Please use this identifier to cite or link to this item: https://scholarbank.nus.edu.sg/handle/10635/222225
Title: AN ANALYSIS OF CHANGI: READING URBAN SPACES THROUGH EMOTIONAL LENSES
Authors: WONG MAY PING
Keywords: Architecture
Design Track
DT
Master (Architecture)
Tsuto Sakamoto
2015/2016 Aki DT
Database
Emotion
Emotional
Unusual space
Usual space
Issue Date: 30-Dec-2015
Citation: WONG MAY PING (2015-12-30). AN ANALYSIS OF CHANGI: READING URBAN SPACES THROUGH EMOTIONAL LENSES. ScholarBank@NUS Repository.
Abstract: Architecture in the 21st century places much emphasis on practical considerations such as efficiency and cost, often neglecting the intangible aspects—the emotional experience of a space. This concern is amplified in urban planning where there is a lack of categorizing methodology that prioritises the actual experience of a space above land use purposes, resulting in the production of two-dimensional master plans that relates a flat understanding of an otherwise dynamic city. In fact, the understanding of ‘emotions’ in the field of architecture seems to be inconsistent in relation with that of psychological literature. This dissertation attempts to close up these existing gaps. By drawing on the concepts of ‘non-place’ and ‘dirty realism’ by Marc Augé and Frederic Jameson, existing spaces can be theoretically characterized into the relative categories of Usual and Unusual spaces. Using Changi as an exemplar context for discussion, Changi Airport is representative of a Usual space that takes commonplace in our environment—it is idealistic, and is what Marc Augé defines to be a non-place. Several other landmarks of Changi such as the abandoned blocks of old Changi Hospital mark up as Unusual spaces—historically influenced places that embrace dirty realism, the mass culture of everyday life. Digital media analysis is used to re-examine Usual and Unusual spaces through the analysis of accounts by 120 individuals through the Internet, using as Plutchik’s wheel of emotions as a tool. This dissertation seeks to uncover the underlying impact that the acquisition of emotional knowledge can have on the reading of urban spaces.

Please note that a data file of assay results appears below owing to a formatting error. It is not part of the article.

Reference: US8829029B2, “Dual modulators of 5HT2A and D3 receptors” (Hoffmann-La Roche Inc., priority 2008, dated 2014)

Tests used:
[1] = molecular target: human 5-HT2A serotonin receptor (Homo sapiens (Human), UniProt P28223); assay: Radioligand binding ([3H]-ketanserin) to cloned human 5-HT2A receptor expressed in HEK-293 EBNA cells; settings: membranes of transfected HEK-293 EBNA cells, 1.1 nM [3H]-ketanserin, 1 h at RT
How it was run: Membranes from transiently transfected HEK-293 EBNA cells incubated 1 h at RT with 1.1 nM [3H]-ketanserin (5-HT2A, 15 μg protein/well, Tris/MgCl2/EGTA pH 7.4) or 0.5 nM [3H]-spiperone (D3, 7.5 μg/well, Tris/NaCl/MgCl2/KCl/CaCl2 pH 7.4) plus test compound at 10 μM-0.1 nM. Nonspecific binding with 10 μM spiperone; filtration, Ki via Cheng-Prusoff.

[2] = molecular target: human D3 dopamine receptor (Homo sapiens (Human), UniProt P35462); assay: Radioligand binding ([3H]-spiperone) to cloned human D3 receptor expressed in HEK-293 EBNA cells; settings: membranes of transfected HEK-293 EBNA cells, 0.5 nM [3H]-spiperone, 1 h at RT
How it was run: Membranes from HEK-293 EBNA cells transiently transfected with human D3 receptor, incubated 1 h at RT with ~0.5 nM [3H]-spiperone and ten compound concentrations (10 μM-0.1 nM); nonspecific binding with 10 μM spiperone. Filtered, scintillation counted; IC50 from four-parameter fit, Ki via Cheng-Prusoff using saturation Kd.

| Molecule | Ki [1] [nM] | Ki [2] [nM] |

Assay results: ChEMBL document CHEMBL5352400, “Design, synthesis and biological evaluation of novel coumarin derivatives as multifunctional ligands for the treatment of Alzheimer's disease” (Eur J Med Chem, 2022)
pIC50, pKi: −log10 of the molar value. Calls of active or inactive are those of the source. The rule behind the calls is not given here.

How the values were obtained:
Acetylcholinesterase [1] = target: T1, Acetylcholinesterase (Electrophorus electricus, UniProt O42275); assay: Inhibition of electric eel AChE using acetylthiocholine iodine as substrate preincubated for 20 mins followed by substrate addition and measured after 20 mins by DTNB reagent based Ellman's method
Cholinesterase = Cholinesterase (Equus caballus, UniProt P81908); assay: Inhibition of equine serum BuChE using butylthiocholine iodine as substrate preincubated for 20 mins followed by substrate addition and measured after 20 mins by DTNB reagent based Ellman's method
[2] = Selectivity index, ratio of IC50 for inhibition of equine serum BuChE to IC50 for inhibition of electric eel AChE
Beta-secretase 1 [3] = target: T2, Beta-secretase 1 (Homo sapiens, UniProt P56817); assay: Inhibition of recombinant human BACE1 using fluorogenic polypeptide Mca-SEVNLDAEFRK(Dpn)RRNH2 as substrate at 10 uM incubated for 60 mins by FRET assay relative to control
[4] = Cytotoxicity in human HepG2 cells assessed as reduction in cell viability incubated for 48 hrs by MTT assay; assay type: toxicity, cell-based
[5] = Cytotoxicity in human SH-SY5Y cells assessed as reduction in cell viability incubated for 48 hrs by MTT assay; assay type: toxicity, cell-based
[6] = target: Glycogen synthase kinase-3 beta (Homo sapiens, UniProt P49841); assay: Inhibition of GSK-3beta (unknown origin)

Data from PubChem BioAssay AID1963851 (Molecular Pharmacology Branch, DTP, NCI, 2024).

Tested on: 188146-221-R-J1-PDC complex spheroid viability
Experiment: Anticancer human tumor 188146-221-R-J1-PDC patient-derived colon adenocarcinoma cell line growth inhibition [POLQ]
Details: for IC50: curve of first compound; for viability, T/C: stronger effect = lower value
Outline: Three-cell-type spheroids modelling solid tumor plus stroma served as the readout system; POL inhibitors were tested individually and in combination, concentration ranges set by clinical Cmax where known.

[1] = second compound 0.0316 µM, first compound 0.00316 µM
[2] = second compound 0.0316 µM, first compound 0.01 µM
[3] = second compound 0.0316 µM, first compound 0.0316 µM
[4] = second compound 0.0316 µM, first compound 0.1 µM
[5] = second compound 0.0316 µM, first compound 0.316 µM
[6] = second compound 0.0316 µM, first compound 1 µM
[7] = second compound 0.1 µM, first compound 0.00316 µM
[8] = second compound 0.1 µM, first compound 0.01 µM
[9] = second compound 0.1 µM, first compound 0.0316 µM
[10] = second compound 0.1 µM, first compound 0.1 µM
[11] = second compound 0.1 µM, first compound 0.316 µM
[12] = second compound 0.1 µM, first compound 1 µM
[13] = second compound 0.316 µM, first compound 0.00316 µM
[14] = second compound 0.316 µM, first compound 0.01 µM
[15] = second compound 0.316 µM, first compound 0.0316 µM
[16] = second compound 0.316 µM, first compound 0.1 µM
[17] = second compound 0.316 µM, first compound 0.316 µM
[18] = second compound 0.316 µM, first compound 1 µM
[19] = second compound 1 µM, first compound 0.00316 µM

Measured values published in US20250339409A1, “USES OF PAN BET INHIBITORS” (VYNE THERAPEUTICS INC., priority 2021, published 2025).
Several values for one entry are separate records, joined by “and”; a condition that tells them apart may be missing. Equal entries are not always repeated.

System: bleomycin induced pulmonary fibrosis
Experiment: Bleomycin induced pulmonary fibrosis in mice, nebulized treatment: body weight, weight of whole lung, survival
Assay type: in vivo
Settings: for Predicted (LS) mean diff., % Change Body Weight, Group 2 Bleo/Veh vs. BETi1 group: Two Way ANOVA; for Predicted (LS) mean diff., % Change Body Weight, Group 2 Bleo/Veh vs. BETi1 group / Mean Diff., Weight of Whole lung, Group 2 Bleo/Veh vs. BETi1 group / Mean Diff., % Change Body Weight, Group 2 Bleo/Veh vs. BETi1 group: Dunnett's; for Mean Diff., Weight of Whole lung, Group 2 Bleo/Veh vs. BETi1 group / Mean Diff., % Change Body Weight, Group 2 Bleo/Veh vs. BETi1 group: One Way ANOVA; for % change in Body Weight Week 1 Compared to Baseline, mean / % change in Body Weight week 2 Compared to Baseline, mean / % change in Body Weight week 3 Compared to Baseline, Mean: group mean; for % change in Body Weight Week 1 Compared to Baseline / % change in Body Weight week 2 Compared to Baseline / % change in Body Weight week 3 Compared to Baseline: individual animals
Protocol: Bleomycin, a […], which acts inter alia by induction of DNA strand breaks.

URI: https://scholarbank.nus.edu.sg/handle/10635/222225
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